The results of the proposed Internet banking security checklist uncovered several interesting issues. All of the Australian banks have generally provided a standard Internet banking security system with some optional security services to their Internet banking customers. However, these selected banks should enforce a mandatory two-factor authentication system for a logon as well as for transaction verification (Ekberg et al., 2007; Federal Deposit Insurance Corporation (FDIC), 2004; Georg et al., 2009; Hines, 2006; MidSouth Bank, n.d.; Reavley, 2005; RSA, 2010). Furthermore, a good and effective security policy employed by the banks and legislation instituted by local or state governments should be in use and enforced in order to improve security in Internet banking systems (Georg et al., 2009; Karim et al., 2009; Victoria Teachers Credit Union, n.d.). Two-factor/multi-factor authentication systems, transaction verification, 256-bit encryption with extended validation SSL certificate, auto logout feature, suspicious activity monitoring, last login time display, account lockout and audit trails are some of examples of a good and effective security policy that could be legislated for. Additionally, the banks should provide better authentication and/or transaction processes/mechanisms as new and improved technological security measures such as Internet fraud protection (Ekberg et al., 2007; Grimes, 2006; Karim et al., 2009). Moreover, the banks can coordinate with the local and state government agencies such as Australian Taxation Office (ATO) to build up the confidentiality for online payment systems and enhance performance and better Internet banking security services such as personal information theft protection, personal financial information theft protection, identity fraud protection and online crime protection (RSA, 2010). The banks who currently employ a 128-bit encryption SSL should consider upgrading to a 256-bit encryption method. Furthermore, upgrading from standard validation to extended validation SSL certificate should also be considered. These two upgrades can provide better confidentiality to both existing and potential Internet banking customers (VeriSign Authentication Services, n.d.-b). In addition, the banks must be vigilant of new threats/risks such as phishing via SMS/text message (SMiShing), phishing over the phone (Vishing), SSLevading Trojans (Ekberg et al., 2007; RSA, 2010). Furthermore, the banks should be cognisant of customers demands, opinions, concerns, mistrusts and/or expectations such as their transaction activities monitoring, online and mobile threats concerns and strong security methods for online activities, by conducting a survey and offering rewards for customer feedback (Ekberg et al., 2007; Georg et al., 2009; RSA, 2010). The feedback from these surveys may be used to build up the confidentiality of both existing and potential Internet banking customers. The banks must also properly educate and encourage their Internet banking customers to gain awareness on Internet banking security threats/risks (Bishop, 2005; Georg et al., 2009; RSA, 2010). The banks should also offer a useful link to download and or update antivirus and Internet security software and firewall protections as well (Hines, 2006). In the future, the banks may consider deploying biological authentication through biological detection tools to protect their Internet banking systems against the attackers such as finger and hand geometry, retinal scan, iris scan, fingerprint recognition, face recognition, voice recognition, keystroke recognition, handwriting recognition (Bishop, 2005; NewScientist, 2006). Alternatively, the banks may also offer insurance for losses compensation due to any potential Internet banking security threats/risks which may occur by inexperienced Internet banking customers or lack of their knowledge and/or awareness (Georg et al., 2009). Finally, the usefulness of this paper can be enhanced by conducting an in-depth Internet banking customer interview and audit particularly on the design and structure of the Internet banking website and mobile banking security. These interview and audit can provide benefits to both existing and potential Internet banking customers.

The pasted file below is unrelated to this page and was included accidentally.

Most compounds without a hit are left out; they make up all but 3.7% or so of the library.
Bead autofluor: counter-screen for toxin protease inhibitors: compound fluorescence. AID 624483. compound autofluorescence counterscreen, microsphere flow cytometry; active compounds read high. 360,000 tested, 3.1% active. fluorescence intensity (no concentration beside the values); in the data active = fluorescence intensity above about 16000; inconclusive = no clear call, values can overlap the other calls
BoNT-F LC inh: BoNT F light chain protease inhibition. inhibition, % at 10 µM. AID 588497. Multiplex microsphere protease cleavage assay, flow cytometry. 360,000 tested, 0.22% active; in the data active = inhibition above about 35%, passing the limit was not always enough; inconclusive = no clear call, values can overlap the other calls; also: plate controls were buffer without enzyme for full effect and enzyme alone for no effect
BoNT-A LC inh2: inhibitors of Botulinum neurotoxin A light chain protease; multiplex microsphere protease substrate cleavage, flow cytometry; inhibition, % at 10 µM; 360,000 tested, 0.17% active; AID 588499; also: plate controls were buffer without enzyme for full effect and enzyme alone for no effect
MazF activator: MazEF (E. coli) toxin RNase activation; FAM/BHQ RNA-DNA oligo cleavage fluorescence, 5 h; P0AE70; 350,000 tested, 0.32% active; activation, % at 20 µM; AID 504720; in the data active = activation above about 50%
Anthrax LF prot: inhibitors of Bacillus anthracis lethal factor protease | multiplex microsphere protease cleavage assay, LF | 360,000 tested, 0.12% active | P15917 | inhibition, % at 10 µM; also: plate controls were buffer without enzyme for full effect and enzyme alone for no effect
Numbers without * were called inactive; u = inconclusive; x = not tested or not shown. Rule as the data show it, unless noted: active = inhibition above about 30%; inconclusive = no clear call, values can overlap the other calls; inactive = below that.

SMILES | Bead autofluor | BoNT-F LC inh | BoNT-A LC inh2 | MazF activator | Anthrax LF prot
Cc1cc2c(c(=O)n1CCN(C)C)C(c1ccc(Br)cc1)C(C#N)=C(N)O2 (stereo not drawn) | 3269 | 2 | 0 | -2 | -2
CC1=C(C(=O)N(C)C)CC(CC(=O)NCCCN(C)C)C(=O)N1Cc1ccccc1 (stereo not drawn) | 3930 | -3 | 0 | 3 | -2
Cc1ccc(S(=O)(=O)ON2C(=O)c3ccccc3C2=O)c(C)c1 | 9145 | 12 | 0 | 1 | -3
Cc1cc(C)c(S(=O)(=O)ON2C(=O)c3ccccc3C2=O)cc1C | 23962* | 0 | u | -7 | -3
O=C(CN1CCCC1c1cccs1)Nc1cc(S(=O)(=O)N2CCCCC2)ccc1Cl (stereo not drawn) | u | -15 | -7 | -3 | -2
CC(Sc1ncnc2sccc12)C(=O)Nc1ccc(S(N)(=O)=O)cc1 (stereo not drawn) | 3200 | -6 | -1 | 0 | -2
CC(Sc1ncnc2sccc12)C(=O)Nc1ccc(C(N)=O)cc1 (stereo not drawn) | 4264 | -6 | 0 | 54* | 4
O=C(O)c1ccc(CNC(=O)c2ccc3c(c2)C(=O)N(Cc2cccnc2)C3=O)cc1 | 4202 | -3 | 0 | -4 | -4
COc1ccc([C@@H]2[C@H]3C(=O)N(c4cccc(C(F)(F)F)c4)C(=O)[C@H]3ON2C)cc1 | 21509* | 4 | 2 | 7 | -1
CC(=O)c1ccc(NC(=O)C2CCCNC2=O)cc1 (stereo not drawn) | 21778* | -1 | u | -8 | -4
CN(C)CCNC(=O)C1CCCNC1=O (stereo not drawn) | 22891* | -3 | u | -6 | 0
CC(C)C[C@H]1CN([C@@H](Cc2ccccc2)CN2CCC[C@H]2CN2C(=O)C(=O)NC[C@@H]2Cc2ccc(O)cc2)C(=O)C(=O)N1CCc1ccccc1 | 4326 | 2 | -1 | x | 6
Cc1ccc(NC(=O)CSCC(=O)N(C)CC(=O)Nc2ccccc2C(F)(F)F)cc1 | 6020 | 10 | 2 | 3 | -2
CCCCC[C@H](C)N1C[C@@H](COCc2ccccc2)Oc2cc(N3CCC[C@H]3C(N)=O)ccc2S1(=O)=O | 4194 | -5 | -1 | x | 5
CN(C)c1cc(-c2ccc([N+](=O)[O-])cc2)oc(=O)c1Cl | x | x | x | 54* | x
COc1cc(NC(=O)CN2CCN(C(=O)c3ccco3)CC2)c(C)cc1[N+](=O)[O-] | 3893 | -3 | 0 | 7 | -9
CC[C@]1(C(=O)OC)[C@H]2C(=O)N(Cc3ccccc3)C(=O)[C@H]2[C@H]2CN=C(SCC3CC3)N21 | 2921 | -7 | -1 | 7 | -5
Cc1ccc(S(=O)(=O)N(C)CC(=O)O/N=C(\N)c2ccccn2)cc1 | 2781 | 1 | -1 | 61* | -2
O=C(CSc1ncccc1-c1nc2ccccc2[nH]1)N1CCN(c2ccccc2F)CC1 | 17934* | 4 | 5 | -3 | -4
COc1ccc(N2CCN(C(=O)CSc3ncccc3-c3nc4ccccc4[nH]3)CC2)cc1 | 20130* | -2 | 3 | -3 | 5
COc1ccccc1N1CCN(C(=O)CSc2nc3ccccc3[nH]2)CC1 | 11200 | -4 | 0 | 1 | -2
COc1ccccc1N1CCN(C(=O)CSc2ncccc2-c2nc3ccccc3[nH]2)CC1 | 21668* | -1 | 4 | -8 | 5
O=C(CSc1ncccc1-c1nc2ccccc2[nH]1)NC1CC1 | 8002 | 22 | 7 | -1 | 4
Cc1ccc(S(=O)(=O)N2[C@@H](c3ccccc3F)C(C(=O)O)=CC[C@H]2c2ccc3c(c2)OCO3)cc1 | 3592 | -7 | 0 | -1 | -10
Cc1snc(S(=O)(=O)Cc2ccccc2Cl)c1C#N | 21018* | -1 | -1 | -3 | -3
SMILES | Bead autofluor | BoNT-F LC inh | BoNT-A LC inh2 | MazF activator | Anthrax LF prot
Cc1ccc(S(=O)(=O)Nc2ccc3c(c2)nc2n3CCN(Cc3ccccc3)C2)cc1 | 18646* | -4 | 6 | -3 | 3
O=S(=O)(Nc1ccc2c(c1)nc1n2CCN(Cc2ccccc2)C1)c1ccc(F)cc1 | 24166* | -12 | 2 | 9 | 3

REFERENCES